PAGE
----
WASHINGTON — The Obama administration said Thursday it is close to securing an agreement between Israel and the Palestinians to resume direct peace talks.
The State Department said an agreement was "very, very close" but that details were still being worked out.
The Associated Press, citing administration officials familiar with the matter who spoke on condition of anonymity because of the delicacy of the ongoing diplomacy, reported an announcement could come as early as today or Saturday.
"We think we are very, very close to a decision by the parties to enter into direct negotiations," State Department spokesman P.J. Crowley told reporters.
To that end, he said, Secretary of State Hillary Rodham Clinton had called Palestinian Prime Minister Salam Fayyad late Wednesday and spoken Thursday with Jordanian Foreign Minister Nasser Judeh and former British Prime Minister Tony Blair, the special representative of the "Quartet" of Mideast peacemakers — the United States, the United Nations, the European Union and Russia.
Officials said tentative plans call for the Quartet and the United States to release separate statements saying the stalled talks will resume early next month in either the United States or Egypt. The U.S. statement, expected to be issued in Clinton's name, and the Quartet statement would serve as invitations for the talks.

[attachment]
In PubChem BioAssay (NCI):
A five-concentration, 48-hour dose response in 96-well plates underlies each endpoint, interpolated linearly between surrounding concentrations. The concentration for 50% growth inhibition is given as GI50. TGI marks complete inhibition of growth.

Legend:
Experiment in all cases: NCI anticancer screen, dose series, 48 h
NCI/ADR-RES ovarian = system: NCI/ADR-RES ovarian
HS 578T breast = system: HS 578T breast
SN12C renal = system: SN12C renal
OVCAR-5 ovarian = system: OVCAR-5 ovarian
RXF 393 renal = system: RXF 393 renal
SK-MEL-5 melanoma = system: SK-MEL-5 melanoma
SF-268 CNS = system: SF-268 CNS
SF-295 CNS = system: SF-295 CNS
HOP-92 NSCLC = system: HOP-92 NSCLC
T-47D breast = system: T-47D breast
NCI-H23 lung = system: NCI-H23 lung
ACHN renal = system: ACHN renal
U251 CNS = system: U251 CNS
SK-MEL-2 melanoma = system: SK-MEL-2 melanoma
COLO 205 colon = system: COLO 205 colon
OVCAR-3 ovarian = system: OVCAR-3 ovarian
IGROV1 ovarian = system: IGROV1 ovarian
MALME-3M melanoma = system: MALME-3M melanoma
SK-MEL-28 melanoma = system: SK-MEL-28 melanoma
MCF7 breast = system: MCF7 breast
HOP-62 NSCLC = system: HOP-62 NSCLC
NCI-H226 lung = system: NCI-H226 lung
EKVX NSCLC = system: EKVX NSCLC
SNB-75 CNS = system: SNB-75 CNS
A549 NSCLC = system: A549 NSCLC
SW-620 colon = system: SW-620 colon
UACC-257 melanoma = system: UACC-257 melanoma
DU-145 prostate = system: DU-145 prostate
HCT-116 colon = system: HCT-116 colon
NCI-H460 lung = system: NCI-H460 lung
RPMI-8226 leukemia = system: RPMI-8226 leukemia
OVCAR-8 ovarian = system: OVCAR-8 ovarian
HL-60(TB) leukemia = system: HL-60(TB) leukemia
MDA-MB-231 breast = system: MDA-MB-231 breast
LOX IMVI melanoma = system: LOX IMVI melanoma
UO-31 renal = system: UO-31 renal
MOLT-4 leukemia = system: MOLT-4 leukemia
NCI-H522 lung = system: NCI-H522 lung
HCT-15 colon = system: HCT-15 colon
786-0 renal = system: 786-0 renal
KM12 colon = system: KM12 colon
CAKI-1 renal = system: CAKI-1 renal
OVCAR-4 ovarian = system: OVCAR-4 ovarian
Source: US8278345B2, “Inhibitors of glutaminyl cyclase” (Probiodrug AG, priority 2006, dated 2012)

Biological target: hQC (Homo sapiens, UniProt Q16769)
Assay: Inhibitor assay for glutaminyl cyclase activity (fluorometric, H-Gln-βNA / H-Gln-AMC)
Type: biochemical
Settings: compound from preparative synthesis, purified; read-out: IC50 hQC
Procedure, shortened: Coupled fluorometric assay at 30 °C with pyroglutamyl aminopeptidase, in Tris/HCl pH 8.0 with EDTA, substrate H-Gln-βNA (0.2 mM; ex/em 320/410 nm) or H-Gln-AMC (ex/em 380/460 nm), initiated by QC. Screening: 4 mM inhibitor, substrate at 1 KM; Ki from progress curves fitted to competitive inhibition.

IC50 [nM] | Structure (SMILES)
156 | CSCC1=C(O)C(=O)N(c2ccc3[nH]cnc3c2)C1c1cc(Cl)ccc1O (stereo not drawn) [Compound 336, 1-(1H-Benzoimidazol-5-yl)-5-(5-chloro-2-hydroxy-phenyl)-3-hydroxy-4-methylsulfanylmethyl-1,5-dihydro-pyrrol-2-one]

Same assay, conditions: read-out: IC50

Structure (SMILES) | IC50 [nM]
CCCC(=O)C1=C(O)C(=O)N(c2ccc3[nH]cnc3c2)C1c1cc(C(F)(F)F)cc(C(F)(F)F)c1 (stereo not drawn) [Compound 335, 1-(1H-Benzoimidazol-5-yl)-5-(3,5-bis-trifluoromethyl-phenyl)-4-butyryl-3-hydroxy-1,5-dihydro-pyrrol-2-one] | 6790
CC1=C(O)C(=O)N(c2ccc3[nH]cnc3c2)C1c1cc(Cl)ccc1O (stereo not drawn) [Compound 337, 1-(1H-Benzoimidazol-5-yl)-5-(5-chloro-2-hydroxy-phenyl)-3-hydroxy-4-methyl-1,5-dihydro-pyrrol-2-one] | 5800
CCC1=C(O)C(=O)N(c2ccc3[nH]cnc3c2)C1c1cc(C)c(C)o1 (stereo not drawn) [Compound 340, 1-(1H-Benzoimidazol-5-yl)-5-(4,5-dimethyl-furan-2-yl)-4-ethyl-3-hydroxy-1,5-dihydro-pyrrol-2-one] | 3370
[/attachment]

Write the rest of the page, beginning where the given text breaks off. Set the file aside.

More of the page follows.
The Israelis and the Palestinians would then accept.
Crowley declined to comment on the specific arrangements but suggested multiple statements were in the works.
The Palestinians had been balking at direct talks until the Quartet reaffirmed a March statement calling for a peace deal based on the pre-1967 Mideast war borders and for talks to be completed within two years.
But Israel rejected that, saying it amounted to placing conditions on the negotiations.
Details of the timing and the location of the talks were unclear Thursday. U.S. officials said they were still shooting for around Sept. 1 in Washington, Cairo or Sharm-el-Sheik, a Red Sea resort.
Timing is critical because of religious holidays, the upcoming annual session of the U.N. General Assembly in the third week of September and the Sept. 26 expiration of a temporary 10-month freeze on Israeli settlement activity in the West Bank.
Israeli and Palestinian officials refused to comment.